More than anything else, true thankfulness of necessity aims itself at true justice. They walk the same road. They must. If they do not, what we’re experiencing is not gratitude, but gloating; not thanksgiving, but a dull acquiescence to the prevailing culture of excess, entitlement, and acquisition. If our intake of good things doesn’t lead to intentionality to provide the same for others, we’re missing the point.
Let us strive to enter into sacred gratitude this year, a deeply rooted praise to God whose heart ever pounds most for those who have least. Only then does Thanksgiving become more than a national holiday, feast to St. More, ghost of Granny Gluttony – prelude to the biggest parade in honour of covetousness: Black Friday.
Instead, may it become something transformative, awakening us, through gratitude, to the plight of others more than happy to lick the leftover gravy from our china plates.
“Lord of all good things, in all things we give you thanks. But, in our gratitude, open our eyes and hearts to our neighbours, forced to live with less because we have demanded more. We offer ourselves as vessels of love and justice by means of the very gratitude we feel. Let our gratitude lead to giving. Amen.”
Dear friends, we find ourselves in the midst of a most effervescent time in our journey. It is a white-knuckle, white-water experience of unstoppable force to which we can only close our eyes and hang on. And it’s wonderful. It’s a tale I’ve been longing to tell.
Just not yet.
I’ve only just recently replaced a lost computer, the one upon which I presently type. Therefore, dear reader, I pray patience as I hoist the riggings on this puppy sufficient to the task of bringing you more of…A Coddiwomplers’ Tale.
Until then, peace and laughter, dear souls!
On the eve of a departure, likely the most significant one we’ve yet taken, we stick out our necks and push our faces into the unknown. Eyes are open but unsure what they’re meant to see. In that “light” I give you the perfect word for our upcoming explorations in France and the UK: “coddiwomple.”
The first time I ever prayed a labyrinth was many years ago now. It was with good friends of ours in a concert hall on the Linfield College campus. He had made it himself from fabric not unlike a painter’s drop sheet. He laid it out carefully on the stage, being careful to smooth out any unsightly wrinkles (a rather good picture of what we seek to do, often with little success, in our own lives!)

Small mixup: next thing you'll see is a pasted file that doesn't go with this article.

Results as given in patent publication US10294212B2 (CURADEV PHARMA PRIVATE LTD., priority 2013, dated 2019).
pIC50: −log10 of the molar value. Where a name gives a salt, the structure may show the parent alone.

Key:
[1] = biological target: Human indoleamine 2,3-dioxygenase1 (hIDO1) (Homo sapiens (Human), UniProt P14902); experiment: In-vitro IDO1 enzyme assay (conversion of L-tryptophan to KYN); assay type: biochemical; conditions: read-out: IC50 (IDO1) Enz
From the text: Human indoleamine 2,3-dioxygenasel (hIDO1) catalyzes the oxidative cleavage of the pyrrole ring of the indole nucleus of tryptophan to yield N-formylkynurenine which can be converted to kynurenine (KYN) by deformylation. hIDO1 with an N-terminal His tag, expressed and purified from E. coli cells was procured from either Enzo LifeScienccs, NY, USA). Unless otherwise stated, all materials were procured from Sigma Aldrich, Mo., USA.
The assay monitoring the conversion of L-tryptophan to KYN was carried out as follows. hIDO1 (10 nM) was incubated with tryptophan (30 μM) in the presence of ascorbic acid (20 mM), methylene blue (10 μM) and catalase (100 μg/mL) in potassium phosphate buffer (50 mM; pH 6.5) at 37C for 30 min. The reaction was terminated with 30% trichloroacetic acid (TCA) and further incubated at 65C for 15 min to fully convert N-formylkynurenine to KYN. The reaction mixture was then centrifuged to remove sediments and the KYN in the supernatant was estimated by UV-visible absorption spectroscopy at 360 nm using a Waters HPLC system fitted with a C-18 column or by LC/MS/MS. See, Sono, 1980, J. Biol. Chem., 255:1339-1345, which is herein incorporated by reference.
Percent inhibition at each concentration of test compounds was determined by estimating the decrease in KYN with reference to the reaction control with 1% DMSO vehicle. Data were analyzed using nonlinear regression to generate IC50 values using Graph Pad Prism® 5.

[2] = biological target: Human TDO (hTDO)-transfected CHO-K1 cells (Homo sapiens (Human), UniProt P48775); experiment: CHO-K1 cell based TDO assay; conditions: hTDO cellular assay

Candles dotted our prayer landscape like a fisherman had caught the Milky Way in his net and simply repurposed his catch of stars for our purposes. Quiet, contemplative music of Taizé aurally framed our time. Then, with only the briefest introduction, we slowly set upon our inner pilgrimage.
I had my journal with me that I might capture my impressions, however fleeting, and return to them as needed or desired. An amateur, I simply followed my more experienced friends around the simple concentricity, ever pushing toward the center, meant to represent union with Christ.
Unlike a maze, which is designed to confuse as it amuses, labyrinths have a single entrance. One way in. One way out. It is impossible to get lost in the labyrinth. It is designed for prayer, contemplation; all picturing a pilgrim’s journey into the magnetic center, the heart of Jesus.
One is safe there. Found. Home. The way there and the way back are equally special.
I walked away from that experience deeply satisfied. But, I cannot say in honesty that I heard any holy whisperings. No lightning. No still, small voice. No goosebumps. No angelic shoulder-taps. Not even an email address! It was just…nice. As we drove home, we did so knowing something holy had transpired, though not burning-bush or eastern-star holy.
Then, inexplicably, after a couple weeks, I began to notice things. Little things. Things so inane and banal that they hardly warranted a second thought. But, it was as if my “spidey senses” were on full alert. My antennae were set on high. When a person would speak, I would instantly hear something of God in their words.
Aha! So THIS was the gift of our labyrinth experience. Hearing. My spiritual ears had hearing aids and God’s voice suddenly showed up everywhere. Loudly. Insistently.
As Rae and I make our way to France for the Serve Globally EuroRetreat, it is our labyrinth pilgrimage. It is a journey into a vast, cosmic mystery of “what the hell are we doing?!”
However, if what we glean from it is less immediate than we’d like, I return to the profound difference I experienced in that first labyrinth prayer journey, even if it was weeks later. We’ll take whatever direction comes our way. Or not. As long as we can hear even a little more clearly what God is saying.
Therefore, in this clumsy coddiwomple into the future, we proceed not cautiously as much as expectantly. Our ears are full-cocked to hear whatever voices may be forthcoming; voices that comprise, ultimately, The Voice.
Lord, in your mercy, as we listen for your voice, hear our prayer.
We’ve been addressing a particular trajectory to our lives.
Longing/Desire Awakening/Awareness Union/Formation
We’re going to backwards engineer the gospel. We’re going to do this in a couple ways. We’ll read a few key scriptures, lean into some key concepts and hopefully come out with a more suitable language for gospel enterprise than has typically been presented.